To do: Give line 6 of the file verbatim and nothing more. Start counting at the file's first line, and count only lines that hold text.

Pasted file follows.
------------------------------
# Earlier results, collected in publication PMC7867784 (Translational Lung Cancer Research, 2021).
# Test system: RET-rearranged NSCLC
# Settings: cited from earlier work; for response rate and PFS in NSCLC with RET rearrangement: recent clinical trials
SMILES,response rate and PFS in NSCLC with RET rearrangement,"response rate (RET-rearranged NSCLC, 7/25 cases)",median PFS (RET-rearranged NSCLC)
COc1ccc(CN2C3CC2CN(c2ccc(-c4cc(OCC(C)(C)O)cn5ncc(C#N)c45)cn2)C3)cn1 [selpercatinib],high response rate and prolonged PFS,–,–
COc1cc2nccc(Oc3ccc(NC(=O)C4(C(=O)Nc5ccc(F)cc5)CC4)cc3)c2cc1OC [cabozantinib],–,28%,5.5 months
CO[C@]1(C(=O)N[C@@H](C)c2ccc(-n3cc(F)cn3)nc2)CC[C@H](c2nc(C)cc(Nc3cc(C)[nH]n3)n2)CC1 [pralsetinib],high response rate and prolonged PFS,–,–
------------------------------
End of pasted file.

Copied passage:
COc1cc2nccc(Oc3ccc(NC(=O)C4(C(=O)Nc5ccc(F)cc5)CC4)cc3)c2cc1OC [cabozantinib],–,28%,5.5 months